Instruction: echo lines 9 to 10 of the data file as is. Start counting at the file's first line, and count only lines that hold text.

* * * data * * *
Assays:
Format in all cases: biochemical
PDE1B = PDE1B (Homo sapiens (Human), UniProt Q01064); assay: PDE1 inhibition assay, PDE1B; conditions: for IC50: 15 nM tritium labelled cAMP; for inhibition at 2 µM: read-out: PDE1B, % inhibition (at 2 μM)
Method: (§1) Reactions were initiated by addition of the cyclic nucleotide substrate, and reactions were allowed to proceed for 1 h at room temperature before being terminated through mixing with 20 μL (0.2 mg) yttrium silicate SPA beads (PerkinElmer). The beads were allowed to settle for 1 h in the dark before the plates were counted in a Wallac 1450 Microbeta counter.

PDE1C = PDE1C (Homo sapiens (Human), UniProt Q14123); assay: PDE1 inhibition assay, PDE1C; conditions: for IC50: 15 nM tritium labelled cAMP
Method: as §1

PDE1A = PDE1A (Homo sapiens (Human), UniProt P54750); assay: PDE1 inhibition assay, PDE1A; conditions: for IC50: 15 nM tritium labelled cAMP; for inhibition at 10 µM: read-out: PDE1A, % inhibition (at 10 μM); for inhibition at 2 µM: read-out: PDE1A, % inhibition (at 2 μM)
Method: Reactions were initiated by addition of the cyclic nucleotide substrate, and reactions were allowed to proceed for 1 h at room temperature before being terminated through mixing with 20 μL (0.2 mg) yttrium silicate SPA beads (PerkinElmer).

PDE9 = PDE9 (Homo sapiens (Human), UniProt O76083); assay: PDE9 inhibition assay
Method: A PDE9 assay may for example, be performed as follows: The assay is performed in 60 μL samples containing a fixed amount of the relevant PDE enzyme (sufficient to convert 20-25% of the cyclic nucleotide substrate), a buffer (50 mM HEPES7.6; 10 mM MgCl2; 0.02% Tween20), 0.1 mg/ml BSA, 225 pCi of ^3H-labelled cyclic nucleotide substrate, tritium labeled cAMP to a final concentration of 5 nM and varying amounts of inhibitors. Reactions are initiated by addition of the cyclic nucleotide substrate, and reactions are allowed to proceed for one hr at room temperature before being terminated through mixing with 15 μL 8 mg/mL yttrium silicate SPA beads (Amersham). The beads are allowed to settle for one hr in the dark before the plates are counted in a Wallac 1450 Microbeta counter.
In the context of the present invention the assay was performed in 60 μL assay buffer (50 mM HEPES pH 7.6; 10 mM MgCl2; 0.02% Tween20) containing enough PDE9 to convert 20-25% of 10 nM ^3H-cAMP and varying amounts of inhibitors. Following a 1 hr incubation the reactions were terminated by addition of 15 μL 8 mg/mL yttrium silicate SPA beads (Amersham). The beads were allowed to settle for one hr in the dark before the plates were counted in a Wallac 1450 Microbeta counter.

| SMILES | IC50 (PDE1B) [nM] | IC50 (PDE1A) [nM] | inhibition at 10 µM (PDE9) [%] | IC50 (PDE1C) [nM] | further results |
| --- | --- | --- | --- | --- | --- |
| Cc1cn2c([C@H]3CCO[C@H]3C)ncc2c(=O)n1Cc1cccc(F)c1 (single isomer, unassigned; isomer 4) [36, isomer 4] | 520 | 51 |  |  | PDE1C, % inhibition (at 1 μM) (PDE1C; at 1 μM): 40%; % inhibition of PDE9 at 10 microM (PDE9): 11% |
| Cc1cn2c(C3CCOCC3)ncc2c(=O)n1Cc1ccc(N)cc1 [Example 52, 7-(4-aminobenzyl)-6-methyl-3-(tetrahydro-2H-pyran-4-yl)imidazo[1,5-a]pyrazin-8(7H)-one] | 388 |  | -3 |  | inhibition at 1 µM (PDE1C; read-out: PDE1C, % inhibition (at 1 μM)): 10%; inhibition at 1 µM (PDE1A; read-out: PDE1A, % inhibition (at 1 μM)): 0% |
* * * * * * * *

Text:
PDE9 = PDE9 (Homo sapiens (Human), UniProt O76083); assay: PDE9 inhibition assay
Method: A PDE9 assay may for example, be performed as follows: The assay is performed in 60 μL samples containing a fixed amount of the relevant PDE enzyme (sufficient to convert 20-25% of the cyclic nucleotide substrate), a buffer (50 mM HEPES7.6; 10 mM MgCl2; 0.02% Tween20), 0.1 mg/ml BSA, 225 pCi of ^3H-labelled cyclic nucleotide substrate, tritium labeled cAMP to a final concentration of 5 nM and varying amounts of inhibitors. Reactions are initiated by addition of the cyclic nucleotide substrate, and reactions are allowed to proceed for one hr at room temperature before being terminated through mixing with 15 μL 8 mg/mL yttrium silicate SPA beads (Amersham). The beads are allowed to settle for one hr in the dark before the plates are counted in a Wallac 1450 Microbeta counter.